• The World is your Oyster: The Effects of Knowledge, Human Capital, Technology and Entry Timing on International Growth

      Cowling, M; Liu, W; Zhang, N.; University of Brighton (Senate Hall Academic Publishing, 27/06/2016)
      We draw on elements of several established theories of internationalization to provide a framework for exploring international market entry and scale of entry measured by number of foreign markets entered for a sample of young, high-tech, firms from the UK and Germany. We find that founding team human capital is associated with more extensive internationalization, as is intensity of R&D, early internationalization and early stage venture capital. We also find that internationalizing firms who choose the US as their first international market entry are also those most likely to develop more extensive international market presence. Degree of asset specificity, in contrast, is associated with less extensive internationalization.
    • Impact of board independence on the quality of community disclosures in annual reports.

      Yekini, K.C; Adelopo, I; Andrikopoulos, P; Yekini, Liafisu Sina; Coventry University (Taylor and Francis, 27/02/2019)
      This study investigates the link between board independence and the quality of community disclosures in annual reports. Using content analysis and a panel dataset from UK FTSE 350 companies the results indicate a statistically significant relationship between board independence, as measured by the proportion of nonexecutive directors, and the quality of community disclosures, while holding constant other corporate governance and firm specific variables. The study indicates that companies with more non-executive directors are likely to disclose higher quality information on their community activities than others. This finding offers important insights to policy makers who are interested in achieving optimal board composition and furthers our understanding of the firm's interaction with its corporate and extended environment through high-quality disclosures. The originality of this paper lies in the fact that it is the first to specifically examine the relationship between outside directors and community disclosures in annual reports. The paper contributes both to the corporate governance and community disclosure literature.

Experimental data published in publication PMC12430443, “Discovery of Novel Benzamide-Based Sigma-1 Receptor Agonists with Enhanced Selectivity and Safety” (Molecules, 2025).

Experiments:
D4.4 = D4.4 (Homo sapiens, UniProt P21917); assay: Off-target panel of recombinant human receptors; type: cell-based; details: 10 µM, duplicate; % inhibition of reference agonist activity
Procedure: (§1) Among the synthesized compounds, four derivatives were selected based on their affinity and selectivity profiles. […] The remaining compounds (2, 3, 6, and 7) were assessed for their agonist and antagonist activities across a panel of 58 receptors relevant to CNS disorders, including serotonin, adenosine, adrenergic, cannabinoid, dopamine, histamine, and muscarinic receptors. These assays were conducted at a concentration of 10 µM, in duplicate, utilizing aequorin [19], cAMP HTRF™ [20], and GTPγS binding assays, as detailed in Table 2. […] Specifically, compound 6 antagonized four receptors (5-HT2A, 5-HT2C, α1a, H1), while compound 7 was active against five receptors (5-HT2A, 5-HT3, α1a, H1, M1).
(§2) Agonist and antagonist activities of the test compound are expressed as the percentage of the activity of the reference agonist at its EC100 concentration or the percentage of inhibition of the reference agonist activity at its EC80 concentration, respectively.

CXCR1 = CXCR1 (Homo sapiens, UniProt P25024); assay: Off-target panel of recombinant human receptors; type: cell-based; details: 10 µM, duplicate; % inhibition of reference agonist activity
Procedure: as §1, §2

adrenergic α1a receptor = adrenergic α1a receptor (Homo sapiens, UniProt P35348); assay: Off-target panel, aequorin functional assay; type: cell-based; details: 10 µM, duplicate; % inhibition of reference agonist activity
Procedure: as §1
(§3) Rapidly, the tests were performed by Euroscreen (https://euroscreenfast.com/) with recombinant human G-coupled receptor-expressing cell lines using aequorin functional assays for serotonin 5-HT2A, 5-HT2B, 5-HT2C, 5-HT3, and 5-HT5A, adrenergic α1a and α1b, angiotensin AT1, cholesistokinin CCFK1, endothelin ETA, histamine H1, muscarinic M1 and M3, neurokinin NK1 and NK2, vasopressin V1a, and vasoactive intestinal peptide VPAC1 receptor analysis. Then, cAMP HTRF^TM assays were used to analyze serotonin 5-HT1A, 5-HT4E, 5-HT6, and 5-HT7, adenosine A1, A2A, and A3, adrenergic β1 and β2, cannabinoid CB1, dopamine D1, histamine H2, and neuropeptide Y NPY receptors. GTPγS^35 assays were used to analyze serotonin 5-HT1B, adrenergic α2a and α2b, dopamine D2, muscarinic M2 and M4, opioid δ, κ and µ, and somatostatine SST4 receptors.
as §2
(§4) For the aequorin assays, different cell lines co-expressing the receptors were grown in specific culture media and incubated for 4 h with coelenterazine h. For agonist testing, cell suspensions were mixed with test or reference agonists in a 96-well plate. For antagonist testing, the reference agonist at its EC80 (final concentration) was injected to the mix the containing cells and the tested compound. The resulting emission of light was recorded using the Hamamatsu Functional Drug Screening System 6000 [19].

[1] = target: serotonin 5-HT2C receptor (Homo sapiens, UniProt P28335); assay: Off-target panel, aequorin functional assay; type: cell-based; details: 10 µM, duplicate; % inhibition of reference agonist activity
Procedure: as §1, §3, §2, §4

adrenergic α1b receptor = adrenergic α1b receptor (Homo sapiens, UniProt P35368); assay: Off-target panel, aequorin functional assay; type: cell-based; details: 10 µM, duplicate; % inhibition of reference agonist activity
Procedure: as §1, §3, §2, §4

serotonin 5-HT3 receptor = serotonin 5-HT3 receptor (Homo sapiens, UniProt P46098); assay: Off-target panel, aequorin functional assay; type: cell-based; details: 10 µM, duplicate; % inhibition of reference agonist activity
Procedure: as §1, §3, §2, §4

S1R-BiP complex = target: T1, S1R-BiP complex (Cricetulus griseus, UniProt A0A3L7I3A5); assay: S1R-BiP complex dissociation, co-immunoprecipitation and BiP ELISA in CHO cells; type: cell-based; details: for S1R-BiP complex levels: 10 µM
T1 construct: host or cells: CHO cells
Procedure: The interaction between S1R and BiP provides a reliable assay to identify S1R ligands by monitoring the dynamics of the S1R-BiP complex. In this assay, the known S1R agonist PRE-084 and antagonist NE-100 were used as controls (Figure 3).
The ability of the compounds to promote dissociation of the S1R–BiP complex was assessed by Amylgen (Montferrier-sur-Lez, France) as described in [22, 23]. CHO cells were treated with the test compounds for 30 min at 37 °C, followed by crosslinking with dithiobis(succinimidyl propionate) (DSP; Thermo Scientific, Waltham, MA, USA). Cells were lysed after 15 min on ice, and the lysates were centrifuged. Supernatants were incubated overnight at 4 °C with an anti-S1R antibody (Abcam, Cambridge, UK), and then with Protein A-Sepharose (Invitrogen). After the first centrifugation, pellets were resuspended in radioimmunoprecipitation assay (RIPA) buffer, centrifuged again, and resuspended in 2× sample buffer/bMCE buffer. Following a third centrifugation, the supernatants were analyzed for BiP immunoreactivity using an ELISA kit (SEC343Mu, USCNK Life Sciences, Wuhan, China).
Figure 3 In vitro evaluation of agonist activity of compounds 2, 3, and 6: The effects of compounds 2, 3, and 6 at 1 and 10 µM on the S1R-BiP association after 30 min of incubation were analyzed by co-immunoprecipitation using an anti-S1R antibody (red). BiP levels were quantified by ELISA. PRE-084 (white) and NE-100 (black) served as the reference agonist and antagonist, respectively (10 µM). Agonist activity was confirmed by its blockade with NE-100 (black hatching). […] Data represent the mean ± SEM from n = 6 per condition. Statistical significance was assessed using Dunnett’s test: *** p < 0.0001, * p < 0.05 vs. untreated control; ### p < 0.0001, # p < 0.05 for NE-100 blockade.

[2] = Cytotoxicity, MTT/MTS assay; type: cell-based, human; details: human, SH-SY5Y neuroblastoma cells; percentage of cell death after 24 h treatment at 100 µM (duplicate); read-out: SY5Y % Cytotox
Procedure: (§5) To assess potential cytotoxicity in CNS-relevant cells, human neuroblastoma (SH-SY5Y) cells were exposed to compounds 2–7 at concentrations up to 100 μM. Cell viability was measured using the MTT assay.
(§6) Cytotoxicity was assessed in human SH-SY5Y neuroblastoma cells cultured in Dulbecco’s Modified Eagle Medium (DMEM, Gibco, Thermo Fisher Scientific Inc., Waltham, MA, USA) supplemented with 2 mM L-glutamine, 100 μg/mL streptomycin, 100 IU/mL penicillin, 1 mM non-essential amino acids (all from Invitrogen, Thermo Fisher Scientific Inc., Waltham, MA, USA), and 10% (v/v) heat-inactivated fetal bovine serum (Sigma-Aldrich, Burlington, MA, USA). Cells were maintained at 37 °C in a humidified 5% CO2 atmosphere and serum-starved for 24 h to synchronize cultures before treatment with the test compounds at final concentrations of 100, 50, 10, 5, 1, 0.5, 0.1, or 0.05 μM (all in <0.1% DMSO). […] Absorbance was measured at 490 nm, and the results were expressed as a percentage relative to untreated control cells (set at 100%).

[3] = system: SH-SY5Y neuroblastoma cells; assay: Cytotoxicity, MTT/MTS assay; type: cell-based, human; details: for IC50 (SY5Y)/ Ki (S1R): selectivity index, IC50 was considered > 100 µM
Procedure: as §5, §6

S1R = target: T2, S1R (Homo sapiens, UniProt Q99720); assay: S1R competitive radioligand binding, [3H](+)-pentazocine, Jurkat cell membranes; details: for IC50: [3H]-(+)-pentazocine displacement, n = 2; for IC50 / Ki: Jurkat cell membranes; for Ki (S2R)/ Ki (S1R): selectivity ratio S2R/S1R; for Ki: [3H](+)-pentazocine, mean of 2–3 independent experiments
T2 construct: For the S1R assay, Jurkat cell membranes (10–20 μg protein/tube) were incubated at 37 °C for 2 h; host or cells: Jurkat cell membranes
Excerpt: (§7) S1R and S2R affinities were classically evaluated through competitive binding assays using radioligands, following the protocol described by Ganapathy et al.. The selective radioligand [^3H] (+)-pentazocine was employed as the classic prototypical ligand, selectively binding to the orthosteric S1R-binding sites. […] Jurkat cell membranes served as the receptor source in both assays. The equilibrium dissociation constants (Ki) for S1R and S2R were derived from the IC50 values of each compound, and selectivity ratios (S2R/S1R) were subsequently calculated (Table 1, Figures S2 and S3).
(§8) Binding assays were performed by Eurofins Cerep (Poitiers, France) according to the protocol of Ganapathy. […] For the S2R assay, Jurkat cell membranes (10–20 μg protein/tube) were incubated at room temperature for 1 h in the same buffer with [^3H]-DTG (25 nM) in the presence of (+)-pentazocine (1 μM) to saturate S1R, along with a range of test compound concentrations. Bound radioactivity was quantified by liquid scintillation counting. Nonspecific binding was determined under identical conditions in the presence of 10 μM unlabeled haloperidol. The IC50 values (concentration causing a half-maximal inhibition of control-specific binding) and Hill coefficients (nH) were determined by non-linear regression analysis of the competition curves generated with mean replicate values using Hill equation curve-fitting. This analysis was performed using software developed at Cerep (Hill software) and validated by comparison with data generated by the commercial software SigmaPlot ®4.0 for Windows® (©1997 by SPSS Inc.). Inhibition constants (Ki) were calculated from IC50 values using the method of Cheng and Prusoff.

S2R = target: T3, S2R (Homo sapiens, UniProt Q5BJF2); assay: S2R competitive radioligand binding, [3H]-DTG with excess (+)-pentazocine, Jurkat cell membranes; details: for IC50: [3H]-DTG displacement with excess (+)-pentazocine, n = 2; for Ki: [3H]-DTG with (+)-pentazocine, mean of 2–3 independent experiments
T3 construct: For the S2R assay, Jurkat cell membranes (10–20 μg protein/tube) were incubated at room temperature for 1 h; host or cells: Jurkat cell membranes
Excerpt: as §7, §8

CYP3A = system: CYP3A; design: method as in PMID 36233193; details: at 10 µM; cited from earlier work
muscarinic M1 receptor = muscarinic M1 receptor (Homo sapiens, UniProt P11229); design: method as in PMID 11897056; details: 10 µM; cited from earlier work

• Multiple disadvantage and wage growth: The effect of merit pay on pay gaps

      Woodhams, C; Lupton, B; Perkins, G; Cowling, M; University of Exeter; Manchester Metropolitan University; Brighton Business School (Wiley, 24/02/2015)
      This article concerns rates of wage growth among women and minority groups and their impact on pay gaps. Specifically, it focuses on the pay progression of people with more than one disadvantaged identity, and on the impact of merit pay. Recent research indicates that pay gaps for people in more than one disadvantaged identity category are wider than those with a single‐disadvantaged identity. It is not known whether these gaps are closing, at what rate, and whether all groups are affected equally; nor is it known whether merit pay alleviates or exacerbates existing pay gaps. In addressing these issues, the analysis draws on longitudinal payroll data from a large UK‐based organization. Results show that pay gaps are closing; however, the rate of convergence is slow relative to the size of existing pay disparities, and slowest of all for people with disabilities. When the effect of merit pay is isolated, it is found to have a small positive effect in reducing pay gaps, and this effect is generally larger for dual/multiple‐disadvantaged groups. These findings run counter to the well‐established critique of merit pay in relation to equality outcomes. The implications of this are discussed, and an agenda for research and practice is set out. © 2015 Wiley Periodicals, Inc.
    • On the productive efficiency of Australian businesses: firm size and age class effects

      Cowling, M; Tanewski, G.; University of Brighton (Elsevier, 22/06/2018)